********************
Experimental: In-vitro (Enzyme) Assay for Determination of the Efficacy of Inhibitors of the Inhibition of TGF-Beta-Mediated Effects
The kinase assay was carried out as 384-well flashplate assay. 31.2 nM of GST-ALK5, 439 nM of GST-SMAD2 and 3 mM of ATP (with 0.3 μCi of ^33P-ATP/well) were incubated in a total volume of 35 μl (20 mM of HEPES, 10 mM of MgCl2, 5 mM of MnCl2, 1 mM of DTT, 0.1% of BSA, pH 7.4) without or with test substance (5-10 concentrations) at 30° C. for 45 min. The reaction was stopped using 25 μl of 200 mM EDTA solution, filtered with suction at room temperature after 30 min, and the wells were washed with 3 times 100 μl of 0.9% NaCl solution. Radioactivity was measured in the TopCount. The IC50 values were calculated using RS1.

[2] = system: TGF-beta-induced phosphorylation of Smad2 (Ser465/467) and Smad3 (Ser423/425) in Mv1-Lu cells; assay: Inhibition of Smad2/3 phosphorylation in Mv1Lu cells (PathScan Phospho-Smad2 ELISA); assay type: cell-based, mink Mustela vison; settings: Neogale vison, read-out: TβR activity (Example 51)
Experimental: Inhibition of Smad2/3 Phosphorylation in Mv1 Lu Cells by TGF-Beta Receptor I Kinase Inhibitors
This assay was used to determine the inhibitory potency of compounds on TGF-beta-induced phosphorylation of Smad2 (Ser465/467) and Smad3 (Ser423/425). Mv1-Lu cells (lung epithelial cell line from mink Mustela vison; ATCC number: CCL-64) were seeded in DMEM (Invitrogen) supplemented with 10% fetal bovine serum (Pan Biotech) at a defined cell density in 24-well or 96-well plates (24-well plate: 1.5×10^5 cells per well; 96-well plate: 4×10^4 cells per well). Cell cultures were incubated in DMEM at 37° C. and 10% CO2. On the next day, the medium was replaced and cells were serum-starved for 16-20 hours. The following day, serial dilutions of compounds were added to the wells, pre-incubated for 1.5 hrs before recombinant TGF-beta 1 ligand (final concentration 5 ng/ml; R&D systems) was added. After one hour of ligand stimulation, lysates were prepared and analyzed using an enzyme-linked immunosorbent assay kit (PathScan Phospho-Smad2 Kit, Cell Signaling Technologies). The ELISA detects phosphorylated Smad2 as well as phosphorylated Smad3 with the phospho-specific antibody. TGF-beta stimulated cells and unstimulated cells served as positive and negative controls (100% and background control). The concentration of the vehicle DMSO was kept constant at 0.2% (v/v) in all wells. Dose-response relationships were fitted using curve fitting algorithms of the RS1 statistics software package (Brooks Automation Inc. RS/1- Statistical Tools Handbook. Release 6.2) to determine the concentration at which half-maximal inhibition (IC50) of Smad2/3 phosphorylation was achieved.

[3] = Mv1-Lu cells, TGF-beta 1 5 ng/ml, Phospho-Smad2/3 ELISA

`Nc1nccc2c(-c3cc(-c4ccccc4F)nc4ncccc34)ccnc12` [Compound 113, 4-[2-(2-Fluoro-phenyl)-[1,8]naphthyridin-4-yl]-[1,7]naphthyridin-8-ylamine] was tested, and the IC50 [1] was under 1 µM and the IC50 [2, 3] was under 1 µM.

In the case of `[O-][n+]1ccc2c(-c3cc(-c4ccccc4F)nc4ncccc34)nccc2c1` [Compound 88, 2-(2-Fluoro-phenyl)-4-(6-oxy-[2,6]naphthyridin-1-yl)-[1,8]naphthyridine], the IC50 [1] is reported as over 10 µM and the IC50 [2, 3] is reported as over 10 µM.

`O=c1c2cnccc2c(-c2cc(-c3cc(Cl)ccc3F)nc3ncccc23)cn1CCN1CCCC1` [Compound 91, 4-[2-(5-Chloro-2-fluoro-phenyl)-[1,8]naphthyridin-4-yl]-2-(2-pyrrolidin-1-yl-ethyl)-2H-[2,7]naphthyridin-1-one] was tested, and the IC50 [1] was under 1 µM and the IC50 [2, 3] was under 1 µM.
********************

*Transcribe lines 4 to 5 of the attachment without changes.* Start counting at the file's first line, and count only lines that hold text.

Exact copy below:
Experimental: Inhibition of Smad2/3 Phosphorylation in Mv1 Lu Cells by TGF-Beta Receptor I Kinase Inhibitors
This assay was used to determine the inhibitory potency of compounds on TGF-beta-induced phosphorylation of Smad2 (Ser465/467) and Smad3 (Ser423/425). Mv1-Lu cells (lung epithelial cell line from mink Mustela vison; ATCC number: CCL-64) were seeded in DMEM (Invitrogen) supplemented with 10% fetal bovine serum (Pan Biotech) at a defined cell density in 24-well or 96-well plates (24-well plate: 1.5×10^5 cells per well; 96-well plate: 4×10^4 cells per well). Cell cultures were incubated in DMEM at 37° C. and 10% CO2. On the next day, the medium was replaced and cells were serum-starved for 16-20 hours. The following day, serial dilutions of compounds were added to the wells, pre-incubated for 1.5 hrs before recombinant TGF-beta 1 ligand (final concentration 5 ng/ml; R&D systems) was added. After one hour of ligand stimulation, lysates were prepared and analyzed using an enzyme-linked immunosorbent assay kit (PathScan Phospho-Smad2 Kit, Cell Signaling Technologies). The ELISA detects phosphorylated Smad2 as well as phosphorylated Smad3 with the phospho-specific antibody. TGF-beta stimulated cells and unstimulated cells served as positive and negative controls (100% and background control). The concentration of the vehicle DMSO was kept constant at 0.2% (v/v) in all wells. Dose-response relationships were fitted using curve fitting algorithms of the RS1 statistics software package (Brooks Automation Inc. RS/1- Statistical Tools Handbook. Release 6.2) to determine the concentration at which half-maximal inhibition (IC50) of Smad2/3 phosphorylation was achieved.